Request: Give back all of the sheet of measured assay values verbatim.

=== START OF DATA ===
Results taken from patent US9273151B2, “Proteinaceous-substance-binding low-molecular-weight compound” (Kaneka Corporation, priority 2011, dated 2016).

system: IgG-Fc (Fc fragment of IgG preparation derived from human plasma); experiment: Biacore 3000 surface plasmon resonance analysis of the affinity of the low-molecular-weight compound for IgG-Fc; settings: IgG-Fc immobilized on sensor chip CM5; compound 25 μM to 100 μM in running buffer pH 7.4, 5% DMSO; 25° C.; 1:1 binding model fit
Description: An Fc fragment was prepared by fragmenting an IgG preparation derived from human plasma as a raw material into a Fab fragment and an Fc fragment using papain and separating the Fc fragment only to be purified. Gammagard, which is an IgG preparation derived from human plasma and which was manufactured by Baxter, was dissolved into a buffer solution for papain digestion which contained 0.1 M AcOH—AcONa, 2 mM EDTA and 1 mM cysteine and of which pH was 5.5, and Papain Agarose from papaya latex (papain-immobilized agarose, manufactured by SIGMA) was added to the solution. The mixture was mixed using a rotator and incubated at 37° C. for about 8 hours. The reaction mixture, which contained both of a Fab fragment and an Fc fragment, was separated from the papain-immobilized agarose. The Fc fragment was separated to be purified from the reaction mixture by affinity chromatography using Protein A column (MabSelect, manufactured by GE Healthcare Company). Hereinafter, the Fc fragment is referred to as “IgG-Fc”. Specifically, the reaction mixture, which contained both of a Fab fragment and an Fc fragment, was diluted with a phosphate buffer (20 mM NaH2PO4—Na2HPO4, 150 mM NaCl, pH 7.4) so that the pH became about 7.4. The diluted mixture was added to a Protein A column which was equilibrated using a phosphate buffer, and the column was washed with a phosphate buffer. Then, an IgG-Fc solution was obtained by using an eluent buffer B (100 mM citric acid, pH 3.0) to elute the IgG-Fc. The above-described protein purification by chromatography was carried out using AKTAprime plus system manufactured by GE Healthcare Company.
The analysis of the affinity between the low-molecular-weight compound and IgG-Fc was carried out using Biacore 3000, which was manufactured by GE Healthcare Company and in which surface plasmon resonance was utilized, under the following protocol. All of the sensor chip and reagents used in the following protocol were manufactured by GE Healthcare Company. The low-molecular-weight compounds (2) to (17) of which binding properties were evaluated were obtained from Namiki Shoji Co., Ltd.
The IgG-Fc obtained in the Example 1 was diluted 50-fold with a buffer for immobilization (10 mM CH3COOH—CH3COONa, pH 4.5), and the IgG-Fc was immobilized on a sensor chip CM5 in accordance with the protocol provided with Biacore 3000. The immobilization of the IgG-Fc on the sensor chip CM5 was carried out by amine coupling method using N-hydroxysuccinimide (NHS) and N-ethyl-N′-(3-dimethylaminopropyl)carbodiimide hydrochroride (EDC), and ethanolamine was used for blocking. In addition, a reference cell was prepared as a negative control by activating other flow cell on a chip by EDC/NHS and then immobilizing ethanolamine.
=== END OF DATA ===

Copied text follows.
Results taken from patent US9273151B2, “Proteinaceous-substance-binding low-molecular-weight compound” (Kaneka Corporation, priority 2011, dated 2016).

system: IgG-Fc (Fc fragment of IgG preparation derived from human plasma); experiment: Biacore 3000 surface plasmon resonance analysis of the affinity of the low-molecular-weight compound for IgG-Fc; settings: IgG-Fc immobilized on sensor chip CM5; compound 25 μM to 100 μM in running buffer pH 7.4, 5% DMSO; 25° C.; 1:1 binding model fit
Description: An Fc fragment was prepared by fragmenting an IgG preparation derived from human plasma as a raw material into a Fab fragment and an Fc fragment using papain and separating the Fc fragment only to be purified. Gammagard, which is an IgG preparation derived from human plasma and which was manufactured by Baxter, was dissolved into a buffer solution for papain digestion which contained 0.1 M AcOH—AcONa, 2 mM EDTA and 1 mM cysteine and of which pH was 5.5, and Papain Agarose from papaya latex (papain-immobilized agarose, manufactured by SIGMA) was added to the solution. The mixture was mixed using a rotator and incubated at 37° C. for about 8 hours. The reaction mixture, which contained both of a Fab fragment and an Fc fragment, was separated from the papain-immobilized agarose. The Fc fragment was separated to be purified from the reaction mixture by affinity chromatography using Protein A column (MabSelect, manufactured by GE Healthcare Company). Hereinafter, the Fc fragment is referred to as “IgG-Fc”. Specifically, the reaction mixture, which contained both of a Fab fragment and an Fc fragment, was diluted with a phosphate buffer (20 mM NaH2PO4—Na2HPO4, 150 mM NaCl, pH 7.4) so that the pH became about 7.4. The diluted mixture was added to a Protein A column which was equilibrated using a phosphate buffer, and the column was washed with a phosphate buffer. Then, an IgG-Fc solution was obtained by using an eluent buffer B (100 mM citric acid, pH 3.0) to elute the IgG-Fc. The above-described protein purification by chromatography was carried out using AKTAprime plus system manufactured by GE Healthcare Company.
The analysis of the affinity between the low-molecular-weight compound and IgG-Fc was carried out using Biacore 3000, which was manufactured by GE Healthcare Company and in which surface plasmon resonance was utilized, under the following protocol. All of the sensor chip and reagents used in the following protocol were manufactured by GE Healthcare Company. The low-molecular-weight compounds (2) to (17) of which binding properties were evaluated were obtained from Namiki Shoji Co., Ltd.
The IgG-Fc obtained in the Example 1 was diluted 50-fold with a buffer for immobilization (10 mM CH3COOH—CH3COONa, pH 4.5), and the IgG-Fc was immobilized on a sensor chip CM5 in accordance with the protocol provided with Biacore 3000. The immobilization of the IgG-Fc on the sensor chip CM5 was carried out by amine coupling method using N-hydroxysuccinimide (NHS) and N-ethyl-N′-(3-dimethylaminopropyl)carbodiimide hydrochroride (EDC), and ethanolamine was used for blocking. In addition, a reference cell was prepared as a negative control by activating other flow cell on a chip by EDC/NHS and then immobilizing ethanolamine.